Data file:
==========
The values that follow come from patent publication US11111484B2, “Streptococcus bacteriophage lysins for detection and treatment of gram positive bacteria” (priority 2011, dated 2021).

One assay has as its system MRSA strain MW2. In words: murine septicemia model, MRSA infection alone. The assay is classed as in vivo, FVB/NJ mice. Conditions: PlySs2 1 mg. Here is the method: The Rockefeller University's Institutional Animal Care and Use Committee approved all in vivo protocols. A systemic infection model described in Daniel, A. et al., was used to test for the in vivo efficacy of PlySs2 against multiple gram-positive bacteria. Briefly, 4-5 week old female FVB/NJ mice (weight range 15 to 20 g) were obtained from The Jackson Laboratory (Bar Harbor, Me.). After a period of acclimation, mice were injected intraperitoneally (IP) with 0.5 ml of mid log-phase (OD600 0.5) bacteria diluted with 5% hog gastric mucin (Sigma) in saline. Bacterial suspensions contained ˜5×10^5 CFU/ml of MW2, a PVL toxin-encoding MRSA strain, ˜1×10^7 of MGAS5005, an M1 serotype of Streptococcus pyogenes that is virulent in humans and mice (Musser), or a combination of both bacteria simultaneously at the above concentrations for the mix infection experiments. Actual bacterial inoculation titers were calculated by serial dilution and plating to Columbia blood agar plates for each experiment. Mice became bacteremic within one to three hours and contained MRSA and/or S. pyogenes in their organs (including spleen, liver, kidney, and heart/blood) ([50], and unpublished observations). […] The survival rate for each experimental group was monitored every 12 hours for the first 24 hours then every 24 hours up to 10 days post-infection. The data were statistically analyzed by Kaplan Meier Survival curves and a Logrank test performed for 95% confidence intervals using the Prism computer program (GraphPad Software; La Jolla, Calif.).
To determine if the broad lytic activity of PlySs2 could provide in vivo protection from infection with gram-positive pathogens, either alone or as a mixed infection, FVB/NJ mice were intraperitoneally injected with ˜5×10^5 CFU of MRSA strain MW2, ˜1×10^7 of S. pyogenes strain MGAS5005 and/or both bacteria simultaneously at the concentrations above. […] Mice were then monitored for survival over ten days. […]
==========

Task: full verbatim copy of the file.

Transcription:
The values that follow come from patent publication US11111484B2, “Streptococcus bacteriophage lysins for detection and treatment of gram positive bacteria” (priority 2011, dated 2021).

One assay has as its system MRSA strain MW2. In words: murine septicemia model, MRSA infection alone. The assay is classed as in vivo, FVB/NJ mice. Conditions: PlySs2 1 mg. Here is the method: The Rockefeller University's Institutional Animal Care and Use Committee approved all in vivo protocols. A systemic infection model described in Daniel, A. et al., was used to test for the in vivo efficacy of PlySs2 against multiple gram-positive bacteria. Briefly, 4-5 week old female FVB/NJ mice (weight range 15 to 20 g) were obtained from The Jackson Laboratory (Bar Harbor, Me.). After a period of acclimation, mice were injected intraperitoneally (IP) with 0.5 ml of mid log-phase (OD600 0.5) bacteria diluted with 5% hog gastric mucin (Sigma) in saline. Bacterial suspensions contained ˜5×10^5 CFU/ml of MW2, a PVL toxin-encoding MRSA strain, ˜1×10^7 of MGAS5005, an M1 serotype of Streptococcus pyogenes that is virulent in humans and mice (Musser), or a combination of both bacteria simultaneously at the above concentrations for the mix infection experiments. Actual bacterial inoculation titers were calculated by serial dilution and plating to Columbia blood agar plates for each experiment. Mice became bacteremic within one to three hours and contained MRSA and/or S. pyogenes in their organs (including spleen, liver, kidney, and heart/blood) ([50], and unpublished observations). […] The survival rate for each experimental group was monitored every 12 hours for the first 24 hours then every 24 hours up to 10 days post-infection. The data were statistically analyzed by Kaplan Meier Survival curves and a Logrank test performed for 95% confidence intervals using the Prism computer program (GraphPad Software; La Jolla, Calif.).
To determine if the broad lytic activity of PlySs2 could provide in vivo protection from infection with gram-positive pathogens, either alone or as a mixed infection, FVB/NJ mice were intraperitoneally injected with ˜5×10^5 CFU of MRSA strain MW2, ˜1×10^7 of S. pyogenes strain MGAS5005 and/or both bacteria simultaneously at the concentrations above. […] Mice were then monitored for survival over ten days. […]